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Unread 11-22-2011, 02:00 PM   #5
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What part of the body would you be using it for?

I have used a Infrared Heating Pad for many years now and I do think it helps me much more long term than the regular heating pads.
The effects go deeper into the body & improves cellular actions/ like cleansing of toxins.

I have the one linked below- it does have 3 solid but lightly padded sections, if you need a more flexible pad for smaller areas this style won't work very well.
I have mine on the back of my recliner and lean against it while watching tv. I use it mostly for upper back /shoulder/neck pain.
Dh used it often for his knee injury this summer also.
I bought it in 04 I believe, and no problems at all with pretty regular use, daily and even many x's a day early on.

http://www.amazon.com/Thermotex-Univ...1986904&sr=8-1
(if you scroll down that page there are many other brands & styles to compare.)
other sites with info/products -
http://www.thermotex.com/infrared.htm#key
http://www.therasage.com/Healing-Pad...elts_c_16.html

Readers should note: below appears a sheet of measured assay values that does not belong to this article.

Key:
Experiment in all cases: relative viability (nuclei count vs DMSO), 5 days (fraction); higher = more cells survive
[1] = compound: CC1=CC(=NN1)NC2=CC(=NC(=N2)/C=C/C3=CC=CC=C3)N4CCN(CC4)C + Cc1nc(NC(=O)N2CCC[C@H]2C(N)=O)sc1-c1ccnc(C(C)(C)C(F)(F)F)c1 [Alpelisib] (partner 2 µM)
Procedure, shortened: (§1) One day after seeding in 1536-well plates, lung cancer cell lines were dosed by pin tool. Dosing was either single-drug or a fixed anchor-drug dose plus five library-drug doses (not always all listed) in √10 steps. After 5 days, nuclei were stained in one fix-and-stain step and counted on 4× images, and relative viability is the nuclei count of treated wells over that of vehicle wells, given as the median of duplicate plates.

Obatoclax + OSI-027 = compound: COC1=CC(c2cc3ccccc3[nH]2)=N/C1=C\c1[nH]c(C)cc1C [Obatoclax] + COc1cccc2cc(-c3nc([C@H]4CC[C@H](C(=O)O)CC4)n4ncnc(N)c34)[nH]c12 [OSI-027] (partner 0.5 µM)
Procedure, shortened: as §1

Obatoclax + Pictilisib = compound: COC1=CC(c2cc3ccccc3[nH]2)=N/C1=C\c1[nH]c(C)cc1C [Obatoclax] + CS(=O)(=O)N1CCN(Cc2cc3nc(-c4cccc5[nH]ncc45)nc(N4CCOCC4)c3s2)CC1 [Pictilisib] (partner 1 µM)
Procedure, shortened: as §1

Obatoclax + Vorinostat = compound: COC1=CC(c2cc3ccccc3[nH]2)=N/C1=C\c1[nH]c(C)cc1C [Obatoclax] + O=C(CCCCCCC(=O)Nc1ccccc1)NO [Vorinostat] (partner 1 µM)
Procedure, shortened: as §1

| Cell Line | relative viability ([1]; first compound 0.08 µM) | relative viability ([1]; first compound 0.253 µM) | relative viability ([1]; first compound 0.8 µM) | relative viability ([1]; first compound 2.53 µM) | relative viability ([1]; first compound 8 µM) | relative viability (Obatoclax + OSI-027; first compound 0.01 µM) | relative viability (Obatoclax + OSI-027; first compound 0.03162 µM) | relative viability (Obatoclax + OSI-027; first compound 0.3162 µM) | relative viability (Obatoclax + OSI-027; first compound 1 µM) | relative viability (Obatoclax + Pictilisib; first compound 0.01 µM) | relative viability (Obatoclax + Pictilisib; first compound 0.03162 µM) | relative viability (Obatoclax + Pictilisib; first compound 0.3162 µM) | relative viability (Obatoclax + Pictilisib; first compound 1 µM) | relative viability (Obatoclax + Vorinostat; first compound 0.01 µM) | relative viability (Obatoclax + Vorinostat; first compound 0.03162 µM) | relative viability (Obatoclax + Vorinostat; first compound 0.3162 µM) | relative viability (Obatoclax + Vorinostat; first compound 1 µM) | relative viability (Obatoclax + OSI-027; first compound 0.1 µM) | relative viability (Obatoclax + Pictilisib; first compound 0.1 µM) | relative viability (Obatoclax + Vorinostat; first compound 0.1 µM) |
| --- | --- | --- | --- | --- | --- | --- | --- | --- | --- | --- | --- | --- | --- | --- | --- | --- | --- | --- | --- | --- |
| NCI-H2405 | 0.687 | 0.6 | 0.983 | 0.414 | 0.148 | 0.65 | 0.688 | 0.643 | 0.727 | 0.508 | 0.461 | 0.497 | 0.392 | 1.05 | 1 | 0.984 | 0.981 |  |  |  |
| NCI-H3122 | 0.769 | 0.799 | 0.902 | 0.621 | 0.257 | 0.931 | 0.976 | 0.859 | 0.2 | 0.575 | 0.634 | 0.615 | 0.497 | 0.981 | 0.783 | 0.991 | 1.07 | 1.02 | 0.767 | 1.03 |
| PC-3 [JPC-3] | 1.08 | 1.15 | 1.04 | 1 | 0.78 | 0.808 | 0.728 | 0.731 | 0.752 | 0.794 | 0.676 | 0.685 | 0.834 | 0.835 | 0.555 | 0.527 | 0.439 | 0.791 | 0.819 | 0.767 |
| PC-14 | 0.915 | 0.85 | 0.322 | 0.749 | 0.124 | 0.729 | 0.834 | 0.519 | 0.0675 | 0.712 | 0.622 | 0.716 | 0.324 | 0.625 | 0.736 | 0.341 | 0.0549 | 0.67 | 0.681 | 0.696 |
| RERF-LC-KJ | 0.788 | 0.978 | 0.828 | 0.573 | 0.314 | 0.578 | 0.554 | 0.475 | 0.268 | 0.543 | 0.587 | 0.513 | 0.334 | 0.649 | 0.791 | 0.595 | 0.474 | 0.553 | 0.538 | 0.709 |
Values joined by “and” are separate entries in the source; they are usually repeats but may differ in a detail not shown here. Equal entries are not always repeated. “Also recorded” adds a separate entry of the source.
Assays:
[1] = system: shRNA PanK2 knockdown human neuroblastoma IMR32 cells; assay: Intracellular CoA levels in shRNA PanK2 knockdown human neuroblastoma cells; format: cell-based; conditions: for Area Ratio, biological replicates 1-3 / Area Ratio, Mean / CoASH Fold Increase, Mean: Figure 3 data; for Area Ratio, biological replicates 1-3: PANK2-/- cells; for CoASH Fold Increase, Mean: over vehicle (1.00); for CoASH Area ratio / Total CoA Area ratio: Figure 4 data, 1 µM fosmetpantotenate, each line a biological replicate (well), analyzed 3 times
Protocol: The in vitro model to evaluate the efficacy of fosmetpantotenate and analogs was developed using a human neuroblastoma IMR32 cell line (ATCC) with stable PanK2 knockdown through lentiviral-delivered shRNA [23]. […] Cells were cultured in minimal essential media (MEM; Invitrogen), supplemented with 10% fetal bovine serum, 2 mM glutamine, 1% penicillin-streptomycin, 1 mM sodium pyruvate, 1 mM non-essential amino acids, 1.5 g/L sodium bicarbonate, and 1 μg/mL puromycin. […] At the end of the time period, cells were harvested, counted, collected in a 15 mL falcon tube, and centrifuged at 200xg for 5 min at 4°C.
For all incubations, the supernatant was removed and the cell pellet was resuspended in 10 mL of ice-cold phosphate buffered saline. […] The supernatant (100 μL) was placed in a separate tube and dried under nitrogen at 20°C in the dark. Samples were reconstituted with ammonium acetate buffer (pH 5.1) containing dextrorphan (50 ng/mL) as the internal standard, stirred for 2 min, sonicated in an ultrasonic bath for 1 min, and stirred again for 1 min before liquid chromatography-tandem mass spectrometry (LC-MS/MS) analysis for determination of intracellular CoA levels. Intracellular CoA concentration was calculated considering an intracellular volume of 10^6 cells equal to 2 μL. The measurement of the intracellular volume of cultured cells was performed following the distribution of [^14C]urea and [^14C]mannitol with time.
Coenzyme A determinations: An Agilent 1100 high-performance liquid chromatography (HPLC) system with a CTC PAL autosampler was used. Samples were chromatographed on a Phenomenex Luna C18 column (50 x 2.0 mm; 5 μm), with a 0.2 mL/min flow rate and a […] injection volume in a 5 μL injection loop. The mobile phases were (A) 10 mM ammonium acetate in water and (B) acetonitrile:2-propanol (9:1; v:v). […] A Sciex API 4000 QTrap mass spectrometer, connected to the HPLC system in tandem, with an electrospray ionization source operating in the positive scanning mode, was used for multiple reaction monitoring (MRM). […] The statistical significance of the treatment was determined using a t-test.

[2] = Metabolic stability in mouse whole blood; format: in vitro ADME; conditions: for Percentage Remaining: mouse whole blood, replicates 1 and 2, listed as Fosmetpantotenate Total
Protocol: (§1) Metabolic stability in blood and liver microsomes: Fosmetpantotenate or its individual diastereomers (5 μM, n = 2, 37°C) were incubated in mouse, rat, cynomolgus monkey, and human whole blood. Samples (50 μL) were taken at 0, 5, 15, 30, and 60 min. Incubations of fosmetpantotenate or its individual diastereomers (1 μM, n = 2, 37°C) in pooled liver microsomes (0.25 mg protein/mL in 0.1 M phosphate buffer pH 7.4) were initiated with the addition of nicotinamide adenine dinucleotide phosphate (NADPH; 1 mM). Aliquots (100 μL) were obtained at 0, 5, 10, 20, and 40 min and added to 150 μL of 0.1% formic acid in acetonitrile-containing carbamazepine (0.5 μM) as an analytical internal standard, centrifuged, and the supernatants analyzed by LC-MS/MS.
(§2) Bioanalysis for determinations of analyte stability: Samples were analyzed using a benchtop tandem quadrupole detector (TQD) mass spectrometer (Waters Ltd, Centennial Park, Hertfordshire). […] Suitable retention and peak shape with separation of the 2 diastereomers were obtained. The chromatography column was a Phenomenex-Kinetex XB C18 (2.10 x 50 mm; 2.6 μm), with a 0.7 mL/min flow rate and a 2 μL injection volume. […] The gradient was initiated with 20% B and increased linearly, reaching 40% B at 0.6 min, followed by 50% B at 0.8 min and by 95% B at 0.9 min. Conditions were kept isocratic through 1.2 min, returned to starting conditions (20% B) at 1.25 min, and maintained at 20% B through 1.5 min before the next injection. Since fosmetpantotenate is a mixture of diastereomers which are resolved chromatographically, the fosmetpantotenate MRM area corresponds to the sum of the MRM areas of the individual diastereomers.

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Unread 11-22-2011, 02:11 PM   #6
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Lightbulb

Well, I think it bears attention. I looked at other sites, and found it common for reviews to be 2 stars out of 5 at most of them for new heating pads. Either they don't warm up, or they spark or catch on fire.

I put this in the same category as the exploding Pyrex recently.
And exploding glass tables!
CHINESE

http://neurotalk.psychcentral.com/thread157069.html
Chinese glass (a Chinese company bought the Pyrex trademark recently and changed the recipe too) recently exploding when no one was touching it!
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Unread 11-22-2011, 02:21 PM   #7